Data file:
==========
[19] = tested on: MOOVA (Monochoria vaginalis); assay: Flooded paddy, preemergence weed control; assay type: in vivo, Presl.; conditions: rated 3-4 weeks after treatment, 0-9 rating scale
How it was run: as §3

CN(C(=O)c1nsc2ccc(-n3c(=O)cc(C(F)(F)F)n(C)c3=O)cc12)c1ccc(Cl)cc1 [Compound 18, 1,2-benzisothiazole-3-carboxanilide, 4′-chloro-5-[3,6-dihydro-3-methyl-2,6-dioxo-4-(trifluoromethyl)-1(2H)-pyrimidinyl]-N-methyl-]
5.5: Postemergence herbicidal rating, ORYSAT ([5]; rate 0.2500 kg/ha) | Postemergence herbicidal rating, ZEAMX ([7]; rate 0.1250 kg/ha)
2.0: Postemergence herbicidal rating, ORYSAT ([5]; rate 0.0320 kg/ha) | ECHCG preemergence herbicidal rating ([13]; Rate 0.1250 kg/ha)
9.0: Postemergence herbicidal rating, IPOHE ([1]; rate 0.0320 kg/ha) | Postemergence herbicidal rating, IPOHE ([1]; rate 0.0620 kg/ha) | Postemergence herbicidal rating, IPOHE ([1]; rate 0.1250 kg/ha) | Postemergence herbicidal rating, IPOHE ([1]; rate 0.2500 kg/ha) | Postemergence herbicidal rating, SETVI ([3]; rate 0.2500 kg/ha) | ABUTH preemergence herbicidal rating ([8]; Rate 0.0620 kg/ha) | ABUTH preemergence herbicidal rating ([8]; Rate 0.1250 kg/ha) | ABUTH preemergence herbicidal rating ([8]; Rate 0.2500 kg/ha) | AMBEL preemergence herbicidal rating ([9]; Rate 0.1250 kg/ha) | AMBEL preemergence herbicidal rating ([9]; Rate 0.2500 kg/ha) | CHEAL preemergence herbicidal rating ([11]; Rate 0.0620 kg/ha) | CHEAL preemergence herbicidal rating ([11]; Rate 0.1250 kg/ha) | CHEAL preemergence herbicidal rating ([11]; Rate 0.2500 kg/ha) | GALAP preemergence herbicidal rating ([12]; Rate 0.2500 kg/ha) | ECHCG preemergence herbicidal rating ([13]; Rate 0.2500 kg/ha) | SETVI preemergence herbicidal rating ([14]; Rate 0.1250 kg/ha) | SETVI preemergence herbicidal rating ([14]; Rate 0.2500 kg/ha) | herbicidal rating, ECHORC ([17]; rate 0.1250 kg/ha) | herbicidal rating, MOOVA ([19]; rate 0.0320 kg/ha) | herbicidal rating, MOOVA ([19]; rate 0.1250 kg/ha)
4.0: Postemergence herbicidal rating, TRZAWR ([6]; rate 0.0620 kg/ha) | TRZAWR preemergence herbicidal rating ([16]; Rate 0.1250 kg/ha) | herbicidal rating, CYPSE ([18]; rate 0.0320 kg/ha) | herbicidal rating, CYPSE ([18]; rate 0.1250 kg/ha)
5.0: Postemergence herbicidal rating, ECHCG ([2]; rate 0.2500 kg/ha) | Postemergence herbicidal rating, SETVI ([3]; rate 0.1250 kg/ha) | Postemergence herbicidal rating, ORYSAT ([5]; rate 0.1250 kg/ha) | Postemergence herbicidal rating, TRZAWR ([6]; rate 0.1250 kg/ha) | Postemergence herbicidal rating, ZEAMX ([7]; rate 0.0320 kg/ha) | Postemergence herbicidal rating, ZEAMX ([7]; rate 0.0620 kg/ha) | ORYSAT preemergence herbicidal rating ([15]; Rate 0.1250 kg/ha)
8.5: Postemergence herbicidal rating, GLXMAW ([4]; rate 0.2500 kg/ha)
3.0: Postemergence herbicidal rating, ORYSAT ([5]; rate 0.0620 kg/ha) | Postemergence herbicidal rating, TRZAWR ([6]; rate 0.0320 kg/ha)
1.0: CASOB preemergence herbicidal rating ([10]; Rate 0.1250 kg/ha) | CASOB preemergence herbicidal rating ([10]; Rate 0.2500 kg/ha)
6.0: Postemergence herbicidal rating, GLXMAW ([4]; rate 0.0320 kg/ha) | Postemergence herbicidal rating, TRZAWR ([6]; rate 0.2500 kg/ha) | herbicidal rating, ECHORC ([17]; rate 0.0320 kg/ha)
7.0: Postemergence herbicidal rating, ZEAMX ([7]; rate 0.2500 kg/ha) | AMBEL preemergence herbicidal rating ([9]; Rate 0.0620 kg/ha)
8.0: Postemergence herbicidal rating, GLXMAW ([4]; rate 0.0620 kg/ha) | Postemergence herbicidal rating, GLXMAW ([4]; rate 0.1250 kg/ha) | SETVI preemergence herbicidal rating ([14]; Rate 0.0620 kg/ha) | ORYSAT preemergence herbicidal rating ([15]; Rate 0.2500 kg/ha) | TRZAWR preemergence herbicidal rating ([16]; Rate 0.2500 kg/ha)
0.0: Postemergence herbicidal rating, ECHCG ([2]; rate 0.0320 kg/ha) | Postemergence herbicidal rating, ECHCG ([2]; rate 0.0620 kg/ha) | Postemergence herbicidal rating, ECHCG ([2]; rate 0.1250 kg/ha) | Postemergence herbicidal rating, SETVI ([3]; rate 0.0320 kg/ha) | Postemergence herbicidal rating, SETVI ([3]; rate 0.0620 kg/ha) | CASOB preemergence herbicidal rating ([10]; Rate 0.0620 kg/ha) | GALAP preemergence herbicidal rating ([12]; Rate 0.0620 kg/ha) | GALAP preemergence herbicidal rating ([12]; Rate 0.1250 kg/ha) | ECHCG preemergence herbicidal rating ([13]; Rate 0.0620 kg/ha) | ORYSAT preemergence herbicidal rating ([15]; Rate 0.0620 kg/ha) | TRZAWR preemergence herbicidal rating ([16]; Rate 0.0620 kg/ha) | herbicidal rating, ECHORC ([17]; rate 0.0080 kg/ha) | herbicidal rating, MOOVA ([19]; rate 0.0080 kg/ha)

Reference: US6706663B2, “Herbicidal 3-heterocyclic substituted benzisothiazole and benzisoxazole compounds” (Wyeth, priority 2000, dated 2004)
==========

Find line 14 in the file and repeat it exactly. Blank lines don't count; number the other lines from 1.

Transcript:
8.0: Postemergence herbicidal rating, GLXMAW ([4]; rate 0.0620 kg/ha) | Postemergence herbicidal rating, GLXMAW ([4]; rate 0.1250 kg/ha) | SETVI preemergence herbicidal rating ([14]; Rate 0.0620 kg/ha) | ORYSAT preemergence herbicidal rating ([15]; Rate 0.2500 kg/ha) | TRZAWR preemergence herbicidal rating ([16]; Rate 0.2500 kg/ha)